Hospital Reforms Are Not Enough to Solve Texas’ Uninsured Problem

Public and private health systems are transforming the way they provide care, but early results show it won’t be enough to address the needs of Texas’ uninsured.

You’ve heard of the uninsured, the folks who go to the emergency room because they don’t have health insurance? The ones who then can’t afford to pay the bill because treatment in the ER costs 10 times more than in a doctor’s office. That uninsured person whose bill is passed on to taxpayers and private insurers?

These are the people whose income is so low, they do not get Affordable Care Act subsidies. But Texas law excludes them from Medicaid, the joint federal and state health care program for the poor and disabled. According to an analysis by the independent Perryman Group, uncompensated care raises the average Texas family’s annual insurance premium by $1,800.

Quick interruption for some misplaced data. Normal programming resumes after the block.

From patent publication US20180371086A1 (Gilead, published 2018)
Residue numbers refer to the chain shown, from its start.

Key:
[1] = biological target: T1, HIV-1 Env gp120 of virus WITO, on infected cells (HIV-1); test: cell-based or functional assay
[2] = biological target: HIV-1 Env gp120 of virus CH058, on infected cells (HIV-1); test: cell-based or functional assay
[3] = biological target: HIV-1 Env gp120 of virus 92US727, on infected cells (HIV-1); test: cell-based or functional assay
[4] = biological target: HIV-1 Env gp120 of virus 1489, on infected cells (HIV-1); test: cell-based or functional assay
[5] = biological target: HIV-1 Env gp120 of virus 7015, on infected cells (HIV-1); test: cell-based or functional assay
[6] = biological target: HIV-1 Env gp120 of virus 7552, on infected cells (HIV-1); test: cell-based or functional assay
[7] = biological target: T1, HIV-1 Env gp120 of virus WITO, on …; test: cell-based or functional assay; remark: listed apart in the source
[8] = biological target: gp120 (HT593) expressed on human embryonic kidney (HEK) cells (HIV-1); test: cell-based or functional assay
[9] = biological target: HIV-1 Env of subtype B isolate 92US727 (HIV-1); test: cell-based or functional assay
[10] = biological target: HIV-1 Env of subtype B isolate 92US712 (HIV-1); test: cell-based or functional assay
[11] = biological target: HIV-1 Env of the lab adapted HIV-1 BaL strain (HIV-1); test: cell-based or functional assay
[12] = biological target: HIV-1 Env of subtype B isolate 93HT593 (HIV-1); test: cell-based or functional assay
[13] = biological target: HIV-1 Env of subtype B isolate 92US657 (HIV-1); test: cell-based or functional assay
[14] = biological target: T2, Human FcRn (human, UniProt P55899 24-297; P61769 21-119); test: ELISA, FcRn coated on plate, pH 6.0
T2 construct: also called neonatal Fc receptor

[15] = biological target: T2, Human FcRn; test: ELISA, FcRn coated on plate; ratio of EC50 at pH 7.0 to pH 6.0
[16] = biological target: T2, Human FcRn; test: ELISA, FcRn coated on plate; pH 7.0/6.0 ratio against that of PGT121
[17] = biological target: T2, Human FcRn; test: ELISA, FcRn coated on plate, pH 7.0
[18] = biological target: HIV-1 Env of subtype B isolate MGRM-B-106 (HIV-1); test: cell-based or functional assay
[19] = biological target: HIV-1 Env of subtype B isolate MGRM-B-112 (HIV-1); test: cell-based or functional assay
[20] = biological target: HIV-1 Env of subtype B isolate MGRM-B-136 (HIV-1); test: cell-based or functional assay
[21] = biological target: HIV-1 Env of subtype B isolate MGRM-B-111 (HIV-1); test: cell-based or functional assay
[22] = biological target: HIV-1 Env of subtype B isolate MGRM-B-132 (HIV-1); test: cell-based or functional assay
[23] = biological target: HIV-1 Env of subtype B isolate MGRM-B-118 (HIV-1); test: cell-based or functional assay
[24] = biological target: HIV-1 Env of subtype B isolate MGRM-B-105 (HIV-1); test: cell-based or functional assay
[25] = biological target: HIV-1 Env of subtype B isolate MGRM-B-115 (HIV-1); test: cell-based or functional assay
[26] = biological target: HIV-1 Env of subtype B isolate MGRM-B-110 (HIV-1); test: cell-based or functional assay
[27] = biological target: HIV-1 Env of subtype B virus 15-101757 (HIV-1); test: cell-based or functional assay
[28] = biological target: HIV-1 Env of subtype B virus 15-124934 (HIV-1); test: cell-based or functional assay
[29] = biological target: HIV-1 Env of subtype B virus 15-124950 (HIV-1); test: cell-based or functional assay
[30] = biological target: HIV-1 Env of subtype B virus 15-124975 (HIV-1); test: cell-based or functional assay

U.S. law and common decency dictate that hospitals never turn away those in need, but there is a more efficient way to provide care for the poor without overcharging those with insurance.

Providing everyone with preventive care would not only bring health care costs down, it could help the unhealthy get well enough to find and hold jobs. If the state's leaders would commit $15 billion over the next 10 years to expand Medicaid, the federal government has promised to commit $100 billion to make sure all Texans have access to health care.
June 1, 2014
Houston Chronicle